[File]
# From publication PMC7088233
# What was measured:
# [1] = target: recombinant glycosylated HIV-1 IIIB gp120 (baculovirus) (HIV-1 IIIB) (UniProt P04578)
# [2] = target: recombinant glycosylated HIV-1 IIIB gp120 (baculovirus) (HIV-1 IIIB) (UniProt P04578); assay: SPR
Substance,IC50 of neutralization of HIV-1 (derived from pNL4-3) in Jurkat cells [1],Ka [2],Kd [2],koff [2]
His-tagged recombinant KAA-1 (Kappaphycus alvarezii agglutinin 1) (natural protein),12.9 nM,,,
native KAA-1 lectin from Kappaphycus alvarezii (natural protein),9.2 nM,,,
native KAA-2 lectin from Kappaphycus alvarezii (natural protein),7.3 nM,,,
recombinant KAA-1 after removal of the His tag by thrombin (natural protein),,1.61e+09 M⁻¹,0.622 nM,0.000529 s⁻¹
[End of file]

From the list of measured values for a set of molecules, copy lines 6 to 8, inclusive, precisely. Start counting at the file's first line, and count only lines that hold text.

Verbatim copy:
His-tagged recombinant KAA-1 (Kappaphycus alvarezii agglutinin 1) (natural protein),12.9 nM,,,
native KAA-1 lectin from Kappaphycus alvarezii (natural protein),9.2 nM,,,
native KAA-2 lectin from Kappaphycus alvarezii (natural protein),7.3 nM,,,